Place, Writing, and Voice in Oral History by S. TrowerPlace, Writing, and Voice in Oral History by S. Trower

Place, Writing, and Voice in Oral History

byS. Trower

Hardcover | November 3, 2011

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Oral history provides a valuable way of understanding locality. This volume considers the importance of working closely with the specifics of place in the context of global issues including environmental concerns and new communication technologies. Developing interdisciplinary connections between oral history, literary studies, and geography, essays in this collection focus on how both oral and written narratives engage with particular places, ranging from Dartmoor and “the clay country” to the River Ouse, from London to the polar regions. Further, this collection considers how oral history interviews themselves—the sounds of voices—are recorded and listened to in particular places: on walks, in theatres, at home on the internet. In doing so, this volume highlights the importance of thinking methodically about place not only in terms of the content of interviews, but also their creation, dissemination, and reception.

Shelley Trower is a research fellow at University of Exeter and committee member of the Oral History Society. Her publications include Senses of Vibration: A History of the Pleasure and Pain of Sound (forthcoming) and essays in Senses and Society (2008), Romanticism and Victorianism on the Net (2009), and Neurology and Modernity, ed. ...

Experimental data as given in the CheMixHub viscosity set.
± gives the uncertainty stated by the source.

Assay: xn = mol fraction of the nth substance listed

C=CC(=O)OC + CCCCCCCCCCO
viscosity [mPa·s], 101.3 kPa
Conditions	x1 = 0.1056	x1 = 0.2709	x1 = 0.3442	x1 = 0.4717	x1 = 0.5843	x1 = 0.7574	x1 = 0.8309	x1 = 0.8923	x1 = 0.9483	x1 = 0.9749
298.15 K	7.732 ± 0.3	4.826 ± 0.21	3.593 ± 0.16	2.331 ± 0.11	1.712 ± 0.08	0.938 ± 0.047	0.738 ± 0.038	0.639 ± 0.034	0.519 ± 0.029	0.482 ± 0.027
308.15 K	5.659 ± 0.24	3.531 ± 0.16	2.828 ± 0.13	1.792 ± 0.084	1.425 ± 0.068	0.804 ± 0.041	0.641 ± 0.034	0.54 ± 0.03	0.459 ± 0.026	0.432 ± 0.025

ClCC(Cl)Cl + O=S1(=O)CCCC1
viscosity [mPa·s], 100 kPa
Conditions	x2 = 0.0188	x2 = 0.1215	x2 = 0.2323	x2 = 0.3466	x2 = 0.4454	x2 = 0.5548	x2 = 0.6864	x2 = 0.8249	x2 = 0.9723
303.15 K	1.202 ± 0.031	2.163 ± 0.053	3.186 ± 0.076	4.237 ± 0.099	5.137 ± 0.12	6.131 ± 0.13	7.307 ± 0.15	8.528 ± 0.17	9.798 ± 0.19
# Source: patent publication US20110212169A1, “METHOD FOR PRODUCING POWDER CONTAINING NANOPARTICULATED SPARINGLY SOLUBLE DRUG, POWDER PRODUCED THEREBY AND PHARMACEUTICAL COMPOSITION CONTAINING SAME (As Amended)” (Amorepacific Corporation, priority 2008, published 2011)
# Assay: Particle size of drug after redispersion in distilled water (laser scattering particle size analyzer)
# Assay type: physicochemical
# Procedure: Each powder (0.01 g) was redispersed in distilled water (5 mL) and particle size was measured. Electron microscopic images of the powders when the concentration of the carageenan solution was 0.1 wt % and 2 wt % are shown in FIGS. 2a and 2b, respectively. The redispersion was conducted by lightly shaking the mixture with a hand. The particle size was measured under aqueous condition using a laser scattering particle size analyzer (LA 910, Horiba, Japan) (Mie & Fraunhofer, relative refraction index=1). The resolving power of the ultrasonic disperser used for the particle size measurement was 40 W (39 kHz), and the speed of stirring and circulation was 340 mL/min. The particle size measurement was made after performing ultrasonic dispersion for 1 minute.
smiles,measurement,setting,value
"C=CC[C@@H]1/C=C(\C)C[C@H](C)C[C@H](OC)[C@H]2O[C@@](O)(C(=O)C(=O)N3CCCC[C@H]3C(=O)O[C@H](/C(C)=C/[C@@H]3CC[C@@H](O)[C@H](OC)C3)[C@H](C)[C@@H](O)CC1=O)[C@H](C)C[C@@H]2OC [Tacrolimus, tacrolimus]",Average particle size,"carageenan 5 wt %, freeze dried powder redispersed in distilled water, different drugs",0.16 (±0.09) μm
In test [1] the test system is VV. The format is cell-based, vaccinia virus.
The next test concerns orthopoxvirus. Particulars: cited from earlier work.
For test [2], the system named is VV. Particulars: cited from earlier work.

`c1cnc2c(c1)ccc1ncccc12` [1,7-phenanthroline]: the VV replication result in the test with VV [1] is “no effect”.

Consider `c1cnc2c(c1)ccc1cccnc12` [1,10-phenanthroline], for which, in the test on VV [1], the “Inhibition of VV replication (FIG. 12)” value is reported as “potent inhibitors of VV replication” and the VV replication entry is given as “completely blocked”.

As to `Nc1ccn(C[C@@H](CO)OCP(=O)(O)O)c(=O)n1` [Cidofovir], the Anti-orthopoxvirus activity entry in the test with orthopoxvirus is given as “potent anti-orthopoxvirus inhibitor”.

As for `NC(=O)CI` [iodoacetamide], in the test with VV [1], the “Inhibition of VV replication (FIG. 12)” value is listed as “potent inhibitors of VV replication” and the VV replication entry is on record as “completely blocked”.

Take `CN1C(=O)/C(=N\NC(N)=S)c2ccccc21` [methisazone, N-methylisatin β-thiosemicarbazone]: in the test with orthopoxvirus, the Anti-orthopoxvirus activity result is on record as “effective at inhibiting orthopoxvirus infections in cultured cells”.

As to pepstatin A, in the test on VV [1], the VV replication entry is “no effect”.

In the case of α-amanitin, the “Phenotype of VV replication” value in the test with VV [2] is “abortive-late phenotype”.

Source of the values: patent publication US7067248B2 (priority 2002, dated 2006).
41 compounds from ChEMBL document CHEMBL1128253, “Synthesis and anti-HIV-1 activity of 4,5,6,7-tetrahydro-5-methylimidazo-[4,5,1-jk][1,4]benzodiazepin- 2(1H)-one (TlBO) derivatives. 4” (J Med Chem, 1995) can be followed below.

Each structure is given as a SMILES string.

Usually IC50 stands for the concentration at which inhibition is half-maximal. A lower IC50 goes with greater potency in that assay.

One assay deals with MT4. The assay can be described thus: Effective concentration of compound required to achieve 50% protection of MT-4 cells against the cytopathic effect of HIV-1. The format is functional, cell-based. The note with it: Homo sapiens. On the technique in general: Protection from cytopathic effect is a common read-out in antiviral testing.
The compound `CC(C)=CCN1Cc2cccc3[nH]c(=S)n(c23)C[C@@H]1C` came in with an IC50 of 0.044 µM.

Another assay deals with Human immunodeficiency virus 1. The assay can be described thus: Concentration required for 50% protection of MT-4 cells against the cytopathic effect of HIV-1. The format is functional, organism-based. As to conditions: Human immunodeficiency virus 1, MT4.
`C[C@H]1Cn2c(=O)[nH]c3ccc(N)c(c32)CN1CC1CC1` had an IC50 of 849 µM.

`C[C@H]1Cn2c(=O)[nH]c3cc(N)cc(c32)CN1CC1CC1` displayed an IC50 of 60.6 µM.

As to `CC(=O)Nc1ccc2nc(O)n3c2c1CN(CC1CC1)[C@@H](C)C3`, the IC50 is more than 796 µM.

Title:Place, Writing, and Voice in Oral HistoryFormat:HardcoverDimensions:250 pages, 9.02 × 5.98 × 0.03 inPublished:November 3, 2011Publisher:Palgrave Macmillan USLanguage:English

The following ISBNs are associated with this title:

ISBN - 10:0230623697

ISBN - 13:9780230623699

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Table of Contents

Oral Tradition, Literature, and Locality * Romanticizing the West Country: or, Hell-Hounds in Hard Cover and Pixies in Print—Tim Fulford * ‘The romance of real life’: Polwhele’s Representation of the Literary Culture and Language of Cornwall—Dafydd Moore * Printed Voices: Dialect and Diversity in Mid-Nineteenth-Century Lancashire—Sue Edney * Oral History and Local Environments * Regional Writing and Oral History, from China Clay to Eden—Shelley Trower * Wivenhoe Landscapes Remembered: From a Working River to Romanticized Nature—Paul Thompson * The Ouse Project: A Case Study of Applied Oral History—Andrew Holmes * Witnesses to a Changing Landscape: From the Circumpolar to Central London—Leslie McCartney * Audience and New Technologies * Oral History as Site-Specific Practice: Locating the History of Performance Art in Wales—Heike Roms and Rebecca Edwards * The Historical Hearing Aid: Located Oral History from the Listener’s Perspective—Toby Butler * Mapping Memories of Displacement: Oral History, Memoryscapes, and Mobile Methodologies—Steven High